Busting breastfeeding myths among new mothers

DECCAN CHRONICLE. | JOYEETA CHAKRAVORTY
Published Aug 7, 2017, 3:57 am IST
Updated Aug 7, 2017, 3:57 am IST
The Bengaluru chapter of BSIM has now crossed over 7000 volunteers and the activities are now being coordinated by Charulatha Varadarajan.
BSIM was founded in the June 2013 by Adhunika Prakash (who is now a certified Lactation Educator and Counsellor) with the intention of empowering women with information.
 BSIM was founded in the June 2013 by Adhunika Prakash (who is now a certified Lactation Educator and Counsellor) with the intention of empowering women with information.

Bengaluru: On Sunday, BBMP park on MG Road witnessed an awareness walk done by new mothers holding banners and distributing placards about the myths surrounding breastfeeding.

Breastfeeding Support for Indian Moms (BSIM), a social media group opened by breastfeeding mothers, has now grown into a huge movement in the city. They try to help new mothers understand facts about breastfeeding and bust many myths surrounding it.

Encouraged by good response and numerous queries by new mothers, the administrators of the social media group soon took up the role of an NGO to widen their reach and organize activities like awareness camps to help new mothers.

With a modest start of just ten members, it has now grown to 50,000 new mothers. BSIM was founded in the June 2013 by Adhunika Prakash (who is now a certified Lactation Educator and Counsellor) with the intention of empowering women with information.

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Initially, it was a Pune-based group, but as the number of members from across the country increased, the group witnessed an immense support from the city. 

The Bengaluru chapter of BSIM has now crossed over 7000 volunteers and the activities are now being coordinated by Charulatha Varadarajan.

On the second Saturday of every month across various areas of Bengaluru she holds various activities along with other organisers like Dhanya M.A., Sapna  Krishnan and Meena Gupta.

“Earlier, it was just peer-to-peer counselling and responding to messages from new mothers. But now because of the huge response we conduct awareness walks, meet-ups, camps and fun activities as we have realised that there are no many parents who are unaware about breastfeeding and give in to many myths,” said Charulatha, who is the city admin of BSMMI (Breastfeeding Support For Moms of Multiples India)  and Bengaluru BSIM organiser.

Her personal journey and struggle with breastfeeding got Charulatha to connect with the group and since then she has been working with them. “As a mom of 31 week preterm twins who were in NICU for 1.5 months, lack of information and myths in society made my initial parenting years tougher. I exclusively pumped and breastfed my twins and continued to pump for 21 months. It requires a village to raise a child, but I would say that BSIM is good enough to raise a child during the first few years,” she stressed and added that such a group helps in huge ways.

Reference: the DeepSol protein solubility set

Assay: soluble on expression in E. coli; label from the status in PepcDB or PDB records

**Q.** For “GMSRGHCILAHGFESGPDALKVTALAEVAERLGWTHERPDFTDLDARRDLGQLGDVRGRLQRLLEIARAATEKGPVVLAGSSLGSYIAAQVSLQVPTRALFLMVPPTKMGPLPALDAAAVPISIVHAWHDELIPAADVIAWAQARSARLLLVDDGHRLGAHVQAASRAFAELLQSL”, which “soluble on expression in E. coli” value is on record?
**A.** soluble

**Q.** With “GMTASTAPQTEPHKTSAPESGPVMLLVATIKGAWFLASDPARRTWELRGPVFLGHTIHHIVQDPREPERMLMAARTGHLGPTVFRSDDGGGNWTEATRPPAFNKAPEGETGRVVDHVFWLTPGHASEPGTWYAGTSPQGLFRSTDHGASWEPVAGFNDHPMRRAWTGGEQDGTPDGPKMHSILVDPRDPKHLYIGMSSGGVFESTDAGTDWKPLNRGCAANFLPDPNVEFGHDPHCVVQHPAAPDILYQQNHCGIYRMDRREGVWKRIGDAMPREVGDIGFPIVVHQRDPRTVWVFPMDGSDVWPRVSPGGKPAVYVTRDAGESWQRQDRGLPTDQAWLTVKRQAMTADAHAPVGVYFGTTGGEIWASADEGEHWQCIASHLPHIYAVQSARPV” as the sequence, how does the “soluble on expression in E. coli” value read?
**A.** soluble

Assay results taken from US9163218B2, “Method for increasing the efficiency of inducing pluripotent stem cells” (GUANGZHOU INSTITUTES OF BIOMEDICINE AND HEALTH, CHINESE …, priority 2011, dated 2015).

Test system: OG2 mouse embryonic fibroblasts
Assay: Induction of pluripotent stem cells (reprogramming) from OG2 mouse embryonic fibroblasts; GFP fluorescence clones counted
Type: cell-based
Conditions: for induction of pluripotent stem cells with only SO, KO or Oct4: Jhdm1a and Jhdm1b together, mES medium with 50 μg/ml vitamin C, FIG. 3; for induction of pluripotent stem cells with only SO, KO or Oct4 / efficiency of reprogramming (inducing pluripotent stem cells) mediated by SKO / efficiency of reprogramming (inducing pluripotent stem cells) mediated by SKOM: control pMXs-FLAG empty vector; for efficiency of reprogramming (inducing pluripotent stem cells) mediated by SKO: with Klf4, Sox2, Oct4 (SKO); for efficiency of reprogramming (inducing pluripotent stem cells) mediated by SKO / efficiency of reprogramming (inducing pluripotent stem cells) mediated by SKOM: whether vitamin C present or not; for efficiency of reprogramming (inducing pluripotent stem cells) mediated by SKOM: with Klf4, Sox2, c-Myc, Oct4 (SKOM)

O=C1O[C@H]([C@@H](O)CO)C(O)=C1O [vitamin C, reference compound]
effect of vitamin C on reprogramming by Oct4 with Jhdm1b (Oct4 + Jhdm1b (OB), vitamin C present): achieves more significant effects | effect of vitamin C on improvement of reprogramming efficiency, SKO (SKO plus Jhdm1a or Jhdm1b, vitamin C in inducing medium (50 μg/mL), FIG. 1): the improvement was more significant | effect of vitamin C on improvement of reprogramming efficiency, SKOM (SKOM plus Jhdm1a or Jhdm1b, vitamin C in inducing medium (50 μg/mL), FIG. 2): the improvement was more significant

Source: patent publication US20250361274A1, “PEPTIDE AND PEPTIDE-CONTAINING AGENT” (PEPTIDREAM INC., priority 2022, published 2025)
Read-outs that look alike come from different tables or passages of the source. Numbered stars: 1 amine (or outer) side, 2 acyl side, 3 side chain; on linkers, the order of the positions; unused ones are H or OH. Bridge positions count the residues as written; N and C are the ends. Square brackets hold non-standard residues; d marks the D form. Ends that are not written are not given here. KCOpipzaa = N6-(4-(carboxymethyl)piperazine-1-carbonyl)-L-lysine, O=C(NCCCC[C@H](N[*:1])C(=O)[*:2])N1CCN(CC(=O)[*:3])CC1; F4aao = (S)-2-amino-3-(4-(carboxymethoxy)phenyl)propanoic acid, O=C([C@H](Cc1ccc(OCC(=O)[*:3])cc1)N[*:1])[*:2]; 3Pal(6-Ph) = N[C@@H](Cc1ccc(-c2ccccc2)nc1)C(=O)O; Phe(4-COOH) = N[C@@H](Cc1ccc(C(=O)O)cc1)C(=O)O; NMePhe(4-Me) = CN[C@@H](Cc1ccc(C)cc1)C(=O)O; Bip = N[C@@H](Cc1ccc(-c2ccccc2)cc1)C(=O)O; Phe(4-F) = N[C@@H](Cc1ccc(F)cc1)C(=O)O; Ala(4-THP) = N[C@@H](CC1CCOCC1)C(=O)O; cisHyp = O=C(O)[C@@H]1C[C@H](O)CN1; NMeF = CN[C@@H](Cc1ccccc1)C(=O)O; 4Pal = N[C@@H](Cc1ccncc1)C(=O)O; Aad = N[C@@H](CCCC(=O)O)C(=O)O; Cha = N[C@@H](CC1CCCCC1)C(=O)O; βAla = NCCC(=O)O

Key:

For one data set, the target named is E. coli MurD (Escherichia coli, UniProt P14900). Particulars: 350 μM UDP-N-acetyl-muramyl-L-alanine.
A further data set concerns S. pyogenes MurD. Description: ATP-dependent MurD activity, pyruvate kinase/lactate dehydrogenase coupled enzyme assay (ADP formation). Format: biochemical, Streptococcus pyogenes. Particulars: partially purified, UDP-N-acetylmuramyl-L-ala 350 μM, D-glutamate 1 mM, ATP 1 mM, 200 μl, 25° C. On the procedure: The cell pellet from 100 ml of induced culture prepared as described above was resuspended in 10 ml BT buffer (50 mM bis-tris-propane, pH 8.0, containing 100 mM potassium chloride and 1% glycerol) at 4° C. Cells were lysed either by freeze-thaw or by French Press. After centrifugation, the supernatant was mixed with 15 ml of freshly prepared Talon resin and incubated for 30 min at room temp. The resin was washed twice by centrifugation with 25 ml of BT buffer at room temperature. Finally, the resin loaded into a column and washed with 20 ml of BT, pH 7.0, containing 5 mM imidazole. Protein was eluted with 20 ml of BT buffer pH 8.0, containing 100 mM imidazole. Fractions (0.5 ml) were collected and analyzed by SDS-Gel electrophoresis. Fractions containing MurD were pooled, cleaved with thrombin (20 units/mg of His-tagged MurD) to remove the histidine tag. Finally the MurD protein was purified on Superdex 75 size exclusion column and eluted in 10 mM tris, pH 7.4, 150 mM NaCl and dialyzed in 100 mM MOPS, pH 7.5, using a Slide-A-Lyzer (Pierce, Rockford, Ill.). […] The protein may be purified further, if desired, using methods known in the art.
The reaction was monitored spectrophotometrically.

The team includes lactation consultants, breastfeeding counselors, and experienced mothers. "The team consists of admins, moderators, and peer counselors. They are spread across the globe and across different time zones, this helps us in providing support 24 x 7. They understand our goals clearly - to help to breastfeed parents reach their breastfeeding goals, whatever they may be – regardless of their parenting ideologies and beliefs,” said Charulatha.

“Our mission not just to support mothers, but the entire family. The group is a mixed gender group and includes fathers, grandparents, and anyone with a deep interest in breastfeeding,” she explained. 

The group’s ethos reiterates that breastfeeding is not about being a better or superior parent, but about aiming to give the baby the best possible nourishment. There is a wide belief that “lactavists” are anti-formula but that is untrue.

“We aren't anti-formula; we are against the marketing strategies implemented by formula manufacturers that make breastfeeding parents question their milk supply,” she said. The group's biggest concern regarding breastfeeding is the artificial baby milk. 

“It is the ubiquitous marketing of artificial baby milk that hampers the breastfeeding relationship in most cases. It is everywhere, on TV, hoardings, at supermarkets, and unfortunately, even doctors sometimes advocate formula before addressing the breastfeeding concern. A breastfeeding solution can be found, but most jump to artificial baby milk at the first instance.”

The group has also become a registered charitable trust with a bank account where supporters of the cause can donate money. The money raised will be used to organise more educational campaigns and support activities on the ground. They hope to streamline their offline initiatives so that members who are looking for in-person support can benefit from it.

Location: India, Karnataka




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